The Degrees of Falling

I have fallen in love. I have fallen in love too many times, in fact.

I have fallen in love with the bookshop attendant who showed me the way to Milan Kundera’s shelf. I have fallen in love with the stranger who dragged me a seat next to his in that coffee shop, just so that we could sit down and have a little chat. I have also fallen in love with how my father wakes me up in the morning.

Only later I figured out that falling in love, apparently, has its own degrees.

Sometimes you simply stumble—your eyes might have overlooked a speed bump but soon enough you’re already on your feet. Other times, however, you have to face bigger bumps—cliffs, even. One of those days, you are pushed—on your back—such that you fall from a skyscraper; no matter how hard you try to be careful. For the first few minutes the journey to the ground seem endless and you start enjoying the sensation. At some point though, usually when you least expect it, you hit a hard floor beneath you—and break into parts.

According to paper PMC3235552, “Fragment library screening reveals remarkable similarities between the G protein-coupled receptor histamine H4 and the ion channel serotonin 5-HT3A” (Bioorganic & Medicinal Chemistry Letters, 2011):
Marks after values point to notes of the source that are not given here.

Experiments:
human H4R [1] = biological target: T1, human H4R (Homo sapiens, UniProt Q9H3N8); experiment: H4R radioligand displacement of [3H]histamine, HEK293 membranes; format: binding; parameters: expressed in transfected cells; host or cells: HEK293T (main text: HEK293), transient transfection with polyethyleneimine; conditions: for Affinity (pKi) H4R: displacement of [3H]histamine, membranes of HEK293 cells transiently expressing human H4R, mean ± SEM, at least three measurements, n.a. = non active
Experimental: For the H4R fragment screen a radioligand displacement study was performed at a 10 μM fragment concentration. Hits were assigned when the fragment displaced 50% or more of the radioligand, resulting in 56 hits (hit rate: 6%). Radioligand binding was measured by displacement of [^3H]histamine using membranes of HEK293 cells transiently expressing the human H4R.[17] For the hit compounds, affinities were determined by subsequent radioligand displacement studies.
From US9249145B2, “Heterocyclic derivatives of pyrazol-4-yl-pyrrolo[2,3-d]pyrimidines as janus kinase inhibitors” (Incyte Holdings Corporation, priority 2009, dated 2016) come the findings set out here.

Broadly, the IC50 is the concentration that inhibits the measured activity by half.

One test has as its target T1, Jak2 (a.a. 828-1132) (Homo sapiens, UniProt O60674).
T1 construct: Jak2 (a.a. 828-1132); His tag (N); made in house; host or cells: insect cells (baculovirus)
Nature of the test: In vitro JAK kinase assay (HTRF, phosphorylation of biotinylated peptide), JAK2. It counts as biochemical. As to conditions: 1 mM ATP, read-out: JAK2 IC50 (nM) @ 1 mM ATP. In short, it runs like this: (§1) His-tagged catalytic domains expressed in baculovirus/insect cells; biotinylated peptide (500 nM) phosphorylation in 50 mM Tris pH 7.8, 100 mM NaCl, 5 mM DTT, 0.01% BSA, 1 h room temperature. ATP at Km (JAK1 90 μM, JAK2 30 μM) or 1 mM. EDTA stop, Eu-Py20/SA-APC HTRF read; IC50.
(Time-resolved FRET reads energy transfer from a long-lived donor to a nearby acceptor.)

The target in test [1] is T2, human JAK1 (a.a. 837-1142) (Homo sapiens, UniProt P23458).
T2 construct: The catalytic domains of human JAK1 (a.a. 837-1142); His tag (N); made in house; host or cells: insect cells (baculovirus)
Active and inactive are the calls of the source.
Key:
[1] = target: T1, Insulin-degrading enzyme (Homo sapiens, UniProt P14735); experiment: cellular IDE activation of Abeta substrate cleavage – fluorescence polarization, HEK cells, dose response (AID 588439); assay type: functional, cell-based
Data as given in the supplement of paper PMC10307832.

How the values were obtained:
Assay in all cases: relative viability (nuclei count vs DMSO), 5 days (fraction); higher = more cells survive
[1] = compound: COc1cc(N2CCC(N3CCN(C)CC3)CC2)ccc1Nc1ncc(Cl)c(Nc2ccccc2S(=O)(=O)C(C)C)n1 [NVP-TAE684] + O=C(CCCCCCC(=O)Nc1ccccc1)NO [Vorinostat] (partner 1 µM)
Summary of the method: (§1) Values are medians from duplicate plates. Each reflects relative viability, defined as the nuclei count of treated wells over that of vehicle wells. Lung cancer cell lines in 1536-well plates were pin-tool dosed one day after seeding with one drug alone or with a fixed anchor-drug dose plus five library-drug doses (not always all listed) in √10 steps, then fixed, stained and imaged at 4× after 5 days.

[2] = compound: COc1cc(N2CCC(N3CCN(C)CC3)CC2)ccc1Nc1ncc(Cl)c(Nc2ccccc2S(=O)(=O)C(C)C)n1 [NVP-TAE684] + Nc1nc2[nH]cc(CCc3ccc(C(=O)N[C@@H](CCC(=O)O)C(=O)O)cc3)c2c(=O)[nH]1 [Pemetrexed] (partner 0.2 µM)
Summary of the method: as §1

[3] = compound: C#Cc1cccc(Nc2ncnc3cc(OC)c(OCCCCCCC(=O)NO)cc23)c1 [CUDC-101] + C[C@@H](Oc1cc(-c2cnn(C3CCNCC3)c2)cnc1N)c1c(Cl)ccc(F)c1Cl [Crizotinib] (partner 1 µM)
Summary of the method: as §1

When that happens, convince yourself that there is someone out there who has fallen just as deep and broken just as bad. Someone who understands how that feels and will gladly help you pick your parts from the ground.

If he ends up asking you on another jumping-off-the-cliff trip, you will accept it: because you know better this time and are prepared with the safety tools. You would not reject it even if you could—you admit that the risk was worth the fun.

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